Pressure is growing on chancellor Rishi Sunak to take further action to avert a growing jobs crisis after new figures published today (July 16) show the number of people on UK payrolls plummeted by nearly 650,000 between March and June.
Meanwhile, the number of people on job-related benefits such as Universal Credit has skyrocketed to a total of 2.6m.
Experts predict that the full scale of the jobs crisis won’t be clear until the end of October, when the government’s furlough scheme is slated to end. In his summer statement last week, Sunak confirmed that the government would not extend the scheme, leaving the nearly 10m people now furloughed with an uncertain future.
A new survey of the British Chambers of Commerce (BCC) found that nearly one in three businesses plan to make job cuts in the next three months – further evidence that the job loss tsunami now looming over the UK has only just begun.
Britons were left sorely disappointed by Sunak’s summer statement last week, where he outlined a £30bn Covid-19 response package that, it now turns out, has merely recycled £10bn of spending from other projects already announced.
The Institute for Fiscal Studies (IFS) highlighted today (July 16) that up to a third of the £30bn ‘Plan for Jobs’ package, which included job and apprenticeship creation schemes among other measures, is money that was already earmarked for government spending.
The IFS was extremely critical of the government’s lack of transparency over the financial support package, with IFS associate director David Phillips noting, “It makes scrutiny of plans more difficult and is corrosive to trust. While governments of all stripes will, of course, want to follow the adage of ‘repetition, repetition, repetition’ when it comes to highlighting the goodies they are funding, official policy documents should also be clear about when and where spending is expected to be lower than previously planned too.”
Revelations that the chancellor’s Plan for Jobs package is part-funded by underspending on previous projects comes as a Unite-commissioned survey published yesterday (July 15) found significant negative public attitudes to Sunak’s summer statement.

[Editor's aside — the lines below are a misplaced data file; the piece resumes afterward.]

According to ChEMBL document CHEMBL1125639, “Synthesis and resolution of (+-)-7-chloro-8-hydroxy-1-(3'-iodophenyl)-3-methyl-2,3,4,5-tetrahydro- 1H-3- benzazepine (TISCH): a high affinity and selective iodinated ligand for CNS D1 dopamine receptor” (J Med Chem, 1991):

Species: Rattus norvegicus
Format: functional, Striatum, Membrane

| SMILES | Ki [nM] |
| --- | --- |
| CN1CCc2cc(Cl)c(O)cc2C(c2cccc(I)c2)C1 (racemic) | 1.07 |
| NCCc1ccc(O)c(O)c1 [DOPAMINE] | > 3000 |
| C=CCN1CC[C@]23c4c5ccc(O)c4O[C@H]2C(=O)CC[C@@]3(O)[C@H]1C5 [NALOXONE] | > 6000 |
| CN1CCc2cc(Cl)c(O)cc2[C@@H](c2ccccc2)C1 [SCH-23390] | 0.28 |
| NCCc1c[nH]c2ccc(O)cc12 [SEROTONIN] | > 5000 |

The public has been especially critical of Sunak’s Jobs Retention Bonus, which is meant to replace the furlough scheme and grant £1000 to employers per employee that they commit to keeping after furlough for at least three months.
Nearly half of those surveyed – 48 per cent – said the Jobs Retention Bonus statement doesn’t target the right industries, while 43 per cent believe it does not go far enough to protect jobs amid the pandemic.
Another 50 per cent believe the £10 meal deal scheme also announced in the summer statement is waste of taxpayers’ money; and 60 per cent believe the government is wrong to remove free parking for NHS hospital staff as lockdown ends.
Responding to the survey, Unite general secretary Len McCluskey said the poll “confirms what we have been saying all along to ministers: the economy will not recover unless workers feel confident that they will keep their jobs”.
“Up and down the country, redundancy notices are raining down on workers. People are really fearful that decent jobs and industries will collapse as the jobs retention scheme comes to an end over the summer,” he noted
“What is urgently needed is intelligent, directed support for strategically vital sectors because these are the industries that will power us out of this recession, and give the public the confidence to spend again.
“Workers in the sectors under siege – hospitality, aviation, aerospace, automotive – desperately want measures which show that the government has grasped the scale of the radical action needed to stop this recession running into a depression,”McCluskey went on to say.
“People are hungry for jobs and income security – they need more substance than the meal deal.”
McCluskey called on the government to “bring forward the support needed to head off the summer job loss tsunami that voters dread” before the Commons stops for summer recess.
Unite continues to demand an extension and adaption of the furlough scheme, with special support for industries where job losses are at higher risk, and to extend tailored financial support packages to major industries such as aerospace, aviation and hospitality among other hard-hit sectors.
By Hajera Blagg